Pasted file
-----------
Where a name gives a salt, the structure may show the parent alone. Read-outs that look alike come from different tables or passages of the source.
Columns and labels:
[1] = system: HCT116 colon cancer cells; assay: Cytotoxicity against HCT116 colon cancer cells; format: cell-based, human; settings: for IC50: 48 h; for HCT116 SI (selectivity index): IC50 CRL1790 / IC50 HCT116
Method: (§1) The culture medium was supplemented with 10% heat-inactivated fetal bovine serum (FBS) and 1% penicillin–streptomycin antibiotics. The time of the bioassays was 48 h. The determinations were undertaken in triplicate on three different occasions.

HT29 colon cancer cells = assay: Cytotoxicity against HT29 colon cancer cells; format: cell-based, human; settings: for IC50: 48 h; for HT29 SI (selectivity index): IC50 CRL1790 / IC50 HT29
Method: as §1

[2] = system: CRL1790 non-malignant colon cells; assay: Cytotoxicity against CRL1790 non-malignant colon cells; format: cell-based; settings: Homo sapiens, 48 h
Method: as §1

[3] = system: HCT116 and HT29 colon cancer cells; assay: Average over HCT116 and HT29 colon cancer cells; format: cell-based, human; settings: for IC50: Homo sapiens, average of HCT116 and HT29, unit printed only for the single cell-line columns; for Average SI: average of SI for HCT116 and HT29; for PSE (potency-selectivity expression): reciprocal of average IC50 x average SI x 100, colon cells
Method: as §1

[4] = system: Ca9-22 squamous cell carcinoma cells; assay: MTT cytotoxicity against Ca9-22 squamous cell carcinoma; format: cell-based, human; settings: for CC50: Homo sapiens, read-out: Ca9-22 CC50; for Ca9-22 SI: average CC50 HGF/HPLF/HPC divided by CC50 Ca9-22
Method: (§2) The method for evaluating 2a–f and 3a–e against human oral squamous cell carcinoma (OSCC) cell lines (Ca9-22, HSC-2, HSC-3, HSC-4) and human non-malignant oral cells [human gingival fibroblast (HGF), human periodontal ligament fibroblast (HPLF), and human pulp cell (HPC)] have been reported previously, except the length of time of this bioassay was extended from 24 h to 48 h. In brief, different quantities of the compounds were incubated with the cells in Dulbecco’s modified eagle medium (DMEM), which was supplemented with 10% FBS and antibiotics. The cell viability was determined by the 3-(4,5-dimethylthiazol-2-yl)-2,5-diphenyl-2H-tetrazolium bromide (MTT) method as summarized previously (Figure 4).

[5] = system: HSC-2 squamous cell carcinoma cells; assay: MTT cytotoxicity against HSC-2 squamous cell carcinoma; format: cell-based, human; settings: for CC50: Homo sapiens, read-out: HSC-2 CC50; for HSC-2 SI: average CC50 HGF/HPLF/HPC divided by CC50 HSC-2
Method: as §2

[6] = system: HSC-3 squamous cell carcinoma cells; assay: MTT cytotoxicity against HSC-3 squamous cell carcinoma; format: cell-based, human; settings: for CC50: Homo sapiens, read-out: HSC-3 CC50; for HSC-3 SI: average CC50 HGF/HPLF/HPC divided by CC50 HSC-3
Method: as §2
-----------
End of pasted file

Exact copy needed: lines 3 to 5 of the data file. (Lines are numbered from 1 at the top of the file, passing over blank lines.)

[1] = system: HCT116 colon cancer cells; assay: Cytotoxicity against HCT116 colon cancer cells; format: cell-based, human; settings: for IC50: 48 h; for HCT116 SI (selectivity index): IC50 CRL1790 / IC50 HCT116
Method: (§1) The culture medium was supplemented with 10% heat-inactivated fetal bovine serum (FBS) and 1% penicillin–streptomycin antibiotics. The time of the bioassays was 48 h. The determinations were undertaken in triplicate on three different occasions.

HT29 colon cancer cells = assay: Cytotoxicity against HT29 colon cancer cells; format: cell-based, human; settings: for IC50: 48 h; for HT29 SI (selectivity index): IC50 CRL1790 / IC50 HT29